In Which Our Novice Baker Finally Achieves The Bagel Of His Dreams

For the last three months or so I’ve been trying to make bagels that taste good, replicate the texture and chew of those of my long-lost youth, and look pretty much like a bagel should. Go back a few posts and you’ll see one that looks like it came from the croissant factory. Not good.

But now, I think I’ve got it:

Today’s batch, onion on top, plain on the bottom. I’m happy with them, and I’ll be very satisfied if I can do as well from now on.

These are sourdough bagels, no yeast at all. They have just a little bit of tang that balances the malt in the recipe, and best of all, they are as chewy as the bagels I teethed on as an infant during the first Eisenhower administration. Really chewy.

In fact, it’s said that when teething I gnawed on a single bagel for a month, which would say as much about parenting in the ’50s as it does about the bagels, but my family is known to exaggerate.

These bagels came not from the excellent yeast recipe at Sally’s Baking Addiction I used earlier, but from, and you can find it here: If you’re not a sourdough person by all means use Sally’s recipe.

Because I can’t stand not tinkering with stuff, I do have a couple of tweaks to the baked-theblog recipe:

  • The only tricky part with your sourdough starter is making sure it’s quite active when you’re ready to use it. For me, that would be four to six hours after feeding it. But it can work well if you feed it the day before, let it sit out until it perks up, then refrigerate it until the next day. At worst, you’ll have to let the shaped bagels proof for a longer time, up to four hours after shaping them.
  • The recipe also calls for all-purpose flour. I think the bagels are better with bread flour, which is higher in protein but these days may not be so easy to come by. I used Heckers all-purpose flour, which is 11.5 percent protein, and replaced 40 grams of flour with 40 grams of vital wheat gluten, which is available online and in some groceries. This brought the protein content up to nearly 15 percent, and made the bagels teething-worthy.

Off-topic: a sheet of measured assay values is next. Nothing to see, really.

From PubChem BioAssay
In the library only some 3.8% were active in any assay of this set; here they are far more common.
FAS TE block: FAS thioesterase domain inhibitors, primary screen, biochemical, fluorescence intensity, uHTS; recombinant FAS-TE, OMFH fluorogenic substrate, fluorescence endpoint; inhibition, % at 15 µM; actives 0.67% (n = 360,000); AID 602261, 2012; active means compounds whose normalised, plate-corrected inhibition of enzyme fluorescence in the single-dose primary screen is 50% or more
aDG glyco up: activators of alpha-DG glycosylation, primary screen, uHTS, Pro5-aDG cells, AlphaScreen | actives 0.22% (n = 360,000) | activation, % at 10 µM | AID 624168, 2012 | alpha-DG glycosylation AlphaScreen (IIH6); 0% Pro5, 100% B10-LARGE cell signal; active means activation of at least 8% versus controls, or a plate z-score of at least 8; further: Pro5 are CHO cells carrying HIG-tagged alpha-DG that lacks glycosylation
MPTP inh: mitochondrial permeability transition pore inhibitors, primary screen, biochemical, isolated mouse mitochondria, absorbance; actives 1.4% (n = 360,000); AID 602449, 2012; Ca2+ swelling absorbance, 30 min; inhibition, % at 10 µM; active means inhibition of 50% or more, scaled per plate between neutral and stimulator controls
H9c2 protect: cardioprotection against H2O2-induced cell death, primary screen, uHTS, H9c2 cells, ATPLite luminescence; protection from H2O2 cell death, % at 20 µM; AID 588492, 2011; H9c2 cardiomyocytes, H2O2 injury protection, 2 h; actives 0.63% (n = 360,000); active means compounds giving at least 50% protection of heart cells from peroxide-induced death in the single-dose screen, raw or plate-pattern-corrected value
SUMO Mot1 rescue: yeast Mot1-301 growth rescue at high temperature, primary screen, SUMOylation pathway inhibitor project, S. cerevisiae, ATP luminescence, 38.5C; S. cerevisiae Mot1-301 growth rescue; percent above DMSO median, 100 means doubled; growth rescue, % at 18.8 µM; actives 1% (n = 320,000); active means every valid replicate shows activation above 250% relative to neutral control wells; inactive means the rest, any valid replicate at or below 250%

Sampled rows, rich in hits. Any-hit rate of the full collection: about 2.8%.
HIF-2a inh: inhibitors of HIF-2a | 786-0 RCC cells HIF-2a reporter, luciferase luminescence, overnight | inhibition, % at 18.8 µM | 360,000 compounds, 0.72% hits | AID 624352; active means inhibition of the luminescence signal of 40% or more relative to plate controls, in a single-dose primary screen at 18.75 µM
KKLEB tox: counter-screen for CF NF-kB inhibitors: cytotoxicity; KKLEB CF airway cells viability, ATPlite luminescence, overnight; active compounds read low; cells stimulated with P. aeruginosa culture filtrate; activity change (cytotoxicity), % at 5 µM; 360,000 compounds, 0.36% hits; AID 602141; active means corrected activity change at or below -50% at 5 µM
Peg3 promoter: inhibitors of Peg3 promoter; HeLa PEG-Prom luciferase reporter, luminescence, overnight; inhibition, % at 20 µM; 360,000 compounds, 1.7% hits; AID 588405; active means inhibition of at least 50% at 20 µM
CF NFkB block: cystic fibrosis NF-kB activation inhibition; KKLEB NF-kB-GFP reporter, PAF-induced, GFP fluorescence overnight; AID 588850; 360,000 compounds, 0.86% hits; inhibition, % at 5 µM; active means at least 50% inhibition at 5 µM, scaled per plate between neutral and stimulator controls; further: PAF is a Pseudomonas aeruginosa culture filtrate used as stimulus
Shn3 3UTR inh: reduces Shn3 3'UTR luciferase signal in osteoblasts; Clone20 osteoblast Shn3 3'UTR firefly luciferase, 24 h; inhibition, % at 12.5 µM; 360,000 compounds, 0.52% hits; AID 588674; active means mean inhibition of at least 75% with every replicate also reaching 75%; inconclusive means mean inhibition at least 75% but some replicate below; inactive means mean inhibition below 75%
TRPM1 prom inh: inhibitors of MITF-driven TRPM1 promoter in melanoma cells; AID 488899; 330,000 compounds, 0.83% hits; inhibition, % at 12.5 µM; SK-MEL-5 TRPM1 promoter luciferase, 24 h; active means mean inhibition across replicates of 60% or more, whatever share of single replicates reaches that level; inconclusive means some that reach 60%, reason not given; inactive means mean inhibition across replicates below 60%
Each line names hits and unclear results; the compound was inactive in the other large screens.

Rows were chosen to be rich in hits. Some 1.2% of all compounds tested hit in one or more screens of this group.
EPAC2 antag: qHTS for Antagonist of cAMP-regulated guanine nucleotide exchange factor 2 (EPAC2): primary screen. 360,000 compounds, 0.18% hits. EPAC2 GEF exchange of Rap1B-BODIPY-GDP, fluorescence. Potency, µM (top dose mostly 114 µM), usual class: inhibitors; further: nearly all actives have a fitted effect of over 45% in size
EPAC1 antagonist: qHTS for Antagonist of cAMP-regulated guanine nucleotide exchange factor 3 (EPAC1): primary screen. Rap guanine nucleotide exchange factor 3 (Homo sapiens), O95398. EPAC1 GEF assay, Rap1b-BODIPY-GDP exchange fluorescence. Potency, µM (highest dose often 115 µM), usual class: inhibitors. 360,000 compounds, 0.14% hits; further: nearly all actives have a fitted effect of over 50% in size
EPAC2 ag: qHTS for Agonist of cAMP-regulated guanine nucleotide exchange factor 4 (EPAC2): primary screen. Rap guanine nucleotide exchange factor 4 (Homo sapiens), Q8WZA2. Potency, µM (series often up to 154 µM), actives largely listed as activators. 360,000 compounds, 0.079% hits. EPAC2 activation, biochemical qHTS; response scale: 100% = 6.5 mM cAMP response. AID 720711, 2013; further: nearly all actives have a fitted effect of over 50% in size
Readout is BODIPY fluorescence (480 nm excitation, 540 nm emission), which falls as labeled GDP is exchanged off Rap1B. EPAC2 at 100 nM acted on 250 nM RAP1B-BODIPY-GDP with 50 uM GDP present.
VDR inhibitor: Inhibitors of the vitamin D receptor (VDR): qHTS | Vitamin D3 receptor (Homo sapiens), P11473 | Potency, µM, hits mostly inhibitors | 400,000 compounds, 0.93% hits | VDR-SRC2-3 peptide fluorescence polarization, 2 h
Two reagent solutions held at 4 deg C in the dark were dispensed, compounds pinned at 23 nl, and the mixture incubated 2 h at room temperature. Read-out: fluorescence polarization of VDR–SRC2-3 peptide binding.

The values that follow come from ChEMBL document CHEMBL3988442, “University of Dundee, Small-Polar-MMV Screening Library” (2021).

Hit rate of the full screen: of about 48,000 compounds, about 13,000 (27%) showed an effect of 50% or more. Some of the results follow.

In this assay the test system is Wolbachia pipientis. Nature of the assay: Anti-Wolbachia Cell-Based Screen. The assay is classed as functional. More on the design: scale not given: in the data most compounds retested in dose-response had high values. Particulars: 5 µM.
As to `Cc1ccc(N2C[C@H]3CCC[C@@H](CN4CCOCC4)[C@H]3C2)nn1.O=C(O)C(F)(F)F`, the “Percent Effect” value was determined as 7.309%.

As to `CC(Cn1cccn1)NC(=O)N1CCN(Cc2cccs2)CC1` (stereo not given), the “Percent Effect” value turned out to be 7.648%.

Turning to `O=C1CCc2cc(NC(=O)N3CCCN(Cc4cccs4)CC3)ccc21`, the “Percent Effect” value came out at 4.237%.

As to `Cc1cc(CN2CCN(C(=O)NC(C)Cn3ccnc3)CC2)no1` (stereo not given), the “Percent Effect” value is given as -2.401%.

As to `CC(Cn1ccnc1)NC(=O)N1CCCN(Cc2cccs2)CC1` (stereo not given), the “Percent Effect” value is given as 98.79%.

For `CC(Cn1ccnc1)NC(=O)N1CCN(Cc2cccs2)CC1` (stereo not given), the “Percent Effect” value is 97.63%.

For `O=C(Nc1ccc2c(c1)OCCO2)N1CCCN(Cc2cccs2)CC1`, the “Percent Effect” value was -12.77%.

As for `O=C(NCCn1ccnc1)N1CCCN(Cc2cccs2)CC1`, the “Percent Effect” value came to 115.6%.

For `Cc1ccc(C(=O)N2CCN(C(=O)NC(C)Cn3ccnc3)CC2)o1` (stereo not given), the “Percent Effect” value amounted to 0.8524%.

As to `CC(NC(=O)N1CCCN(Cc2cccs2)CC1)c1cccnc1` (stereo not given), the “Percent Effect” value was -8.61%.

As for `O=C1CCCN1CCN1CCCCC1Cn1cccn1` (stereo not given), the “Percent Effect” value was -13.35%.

• Finally, the recipe equates 750 grams of flour to five cups. A cup of flour weighs 120-125 grams, so if you use cup measure instead of weight, by the spoon-and-sweep method you’ll probably get closer to six cups before you hit 750 grams. I say that when it comes to flour, it’s best to have a kitchen scale and measure by weight.

Still, I think that even if you use the recipe exactly as written you’ll come out with very satisfying bagels. Do remember that it’s a two-day process but I found that it works on whatever schedule I have.

This recipe makes the heaviest, stiffest dough I’ve ever seen. Your stand mixer will struggle, and might give up entirely. Kneading by hand will make today’s trip to the gym unnecessary.

In the end, there are a few steps but not all that much effort. And even though one can buy a pretty good bagel where we live, I can now say that mine taste better and look just about as good.

They are, at last, the bagels of my dreams.

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2 Responses to In Which Our Novice Baker Finally Achieves The Bagel Of His Dreams

  1. David Marcus says:

    Well, I had no teeth, and my mouth was smaller then. These days, it’s about 10 minutes.

  2. ballcaps says:

    One bagel per month? That can get you through a whole year of COVID lockdown!

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